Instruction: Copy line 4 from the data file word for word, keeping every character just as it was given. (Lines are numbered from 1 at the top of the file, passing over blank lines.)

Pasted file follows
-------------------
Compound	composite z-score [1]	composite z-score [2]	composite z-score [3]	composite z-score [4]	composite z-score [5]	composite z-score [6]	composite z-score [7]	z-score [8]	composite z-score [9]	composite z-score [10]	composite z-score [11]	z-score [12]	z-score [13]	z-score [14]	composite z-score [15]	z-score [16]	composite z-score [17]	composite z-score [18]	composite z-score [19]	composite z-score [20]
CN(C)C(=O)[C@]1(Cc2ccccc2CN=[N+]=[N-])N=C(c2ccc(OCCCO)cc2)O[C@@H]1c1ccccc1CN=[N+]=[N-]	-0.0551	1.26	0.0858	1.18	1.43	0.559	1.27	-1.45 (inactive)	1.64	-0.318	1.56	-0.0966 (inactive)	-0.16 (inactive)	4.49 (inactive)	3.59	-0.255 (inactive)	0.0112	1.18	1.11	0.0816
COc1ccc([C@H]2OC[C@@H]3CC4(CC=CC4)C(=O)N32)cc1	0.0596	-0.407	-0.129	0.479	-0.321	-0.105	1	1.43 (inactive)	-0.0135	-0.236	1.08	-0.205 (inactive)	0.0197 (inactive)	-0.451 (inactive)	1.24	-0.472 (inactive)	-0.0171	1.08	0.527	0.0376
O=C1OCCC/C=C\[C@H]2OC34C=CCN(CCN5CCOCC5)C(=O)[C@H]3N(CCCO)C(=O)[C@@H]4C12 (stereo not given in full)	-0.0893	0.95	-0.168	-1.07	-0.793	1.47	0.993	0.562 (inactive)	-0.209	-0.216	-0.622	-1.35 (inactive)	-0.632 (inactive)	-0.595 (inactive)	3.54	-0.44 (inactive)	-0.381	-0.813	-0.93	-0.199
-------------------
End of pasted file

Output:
O=C1OCCC/C=C\[C@H]2OC34C=CCN(CCN5CCOCC5)C(=O)[C@H]3N(CCCO)C(=O)[C@@H]4C12 (stereo not given in full)	-0.0893	0.95	-0.168	-1.07	-0.793	1.47	0.993	0.562 (inactive)	-0.209	-0.216	-0.622	-1.35 (inactive)	-0.632 (inactive)	-0.595 (inactive)	3.54	-0.44 (inactive)	-0.381	-0.813	-0.93	-0.199